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March 2, 2020

9th Circuit Renders its Awaited Karasek Decision Delivering Good and Bad News for Institutions of Higher Education

by David R. Hunt – February 28, 2020

The Ninth Circuit made its latest pronouncement on institutional Title IX liability on Thursday, January 30, 2020, when it issued its awaited decision in Karasek v. Regents of the Univ. of Cal., ___ F3rd ____, 2020 U.S. App. LEXIS 2933 (9th Cir. 2020).  The Ninth Circuit decision is important because it addressed the individual claims of three students regarding two student-on-student assaults and one faculty-on student assault, thus giving clarification on when such claims can give rise to potential institutional liability and, perhaps more significantly, the 9th Circuit expanded institutional liability for what the Court called a “pre-assault claim”, a claim alleging the deliberate indifference of the University of California at a policy level created an atmosphere that lead to the assaults on all three women.

As to the three individual claims, the Ninth Circuit stuck solidly to the Gebser v. Lago Vista Indep. Sch. Dist., 524 U.S. 274, 290, 118 S. Ct. 1989, 141 L. Ed. 2d 277 (1998)/Davis v. Monroe Cty. Bd. of Educ., 526 U.S. 629, 640, 119 S. Ct. 1661, 143 L. Ed. 2d 839 (1999) articulation of the need for actual knowledge and deliberate indifference for there to be institutional liability.  Of significance regarding its upholding of the District Court’s grant of the Regent’s motions to dismiss and a motion for summary judgment on the three individual claims, the Court held:  (1) delay in and of itself is not sufficient to demonstrate “deliberate indifference,” at least where the institution took interim steps to protect an alleged victim from further abuse; (2) that violation of the Department of Education’s 2011 Dear Colleague Letter (“DCL”)[1] or even of the institution’s own policies regarding Title IX investigations does not per se establish deliberate indifference, though such a violation may be considered as a factor in the overall analysis; (3) confirmed that while the induvial cases contained facts the Court found troubling or it might disagree with, it was not to second guess the defendant institution; (4) while the lack of communication with the alleged victim of a sexual assault was “an inexcusable omission” it did not constitute deliberate indifference in light of the fact that the institution had imposed “arguably appropriate sanctions” against the alleged perpetrator; and (5) an inquiry into whether an alleged perpetrator was an employee of the institution and a determination that he was not and was thus not subject to the institution’s policies was indeed an “investigation” adequate under the circumstances.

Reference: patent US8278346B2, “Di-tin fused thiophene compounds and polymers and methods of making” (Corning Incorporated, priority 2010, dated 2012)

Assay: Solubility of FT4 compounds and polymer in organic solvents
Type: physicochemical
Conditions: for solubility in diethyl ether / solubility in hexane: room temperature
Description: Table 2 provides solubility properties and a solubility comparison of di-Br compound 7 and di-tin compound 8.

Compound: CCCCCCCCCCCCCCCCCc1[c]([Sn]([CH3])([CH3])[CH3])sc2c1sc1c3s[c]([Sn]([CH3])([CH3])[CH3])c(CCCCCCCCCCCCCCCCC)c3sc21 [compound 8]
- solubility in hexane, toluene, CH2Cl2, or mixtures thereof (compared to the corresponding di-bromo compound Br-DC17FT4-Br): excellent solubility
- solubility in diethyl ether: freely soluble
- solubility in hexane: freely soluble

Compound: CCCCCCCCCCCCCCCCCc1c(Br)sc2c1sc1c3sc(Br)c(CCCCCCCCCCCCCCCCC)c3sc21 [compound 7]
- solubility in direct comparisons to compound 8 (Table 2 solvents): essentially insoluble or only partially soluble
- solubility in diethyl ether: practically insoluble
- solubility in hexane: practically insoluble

The Court, however, expanded the law on the issue of what it called the “pre-assault claim.”  Frankly, the Court took its prior relatively narrow 2010 decision in Mansourian v. Regents of the Univ. of Cal., 602 F.3d 957 (9th Cir. 2010) [the policy decision disbanding the women’s wrestling team was by definition institutional “policy” and did not require showing actual knowledge or deliberate indifference] and  7th Circuit’s again relatively narrow 2007 decision in  Simpson v. Univ. of Colo. Boulder, 500 F.3d 1170 (7th Cir. 2007) [knowledge with respect to the specific situation of football recruitment and its prior problems was actionable institutional policy in and of itself], and ran with them.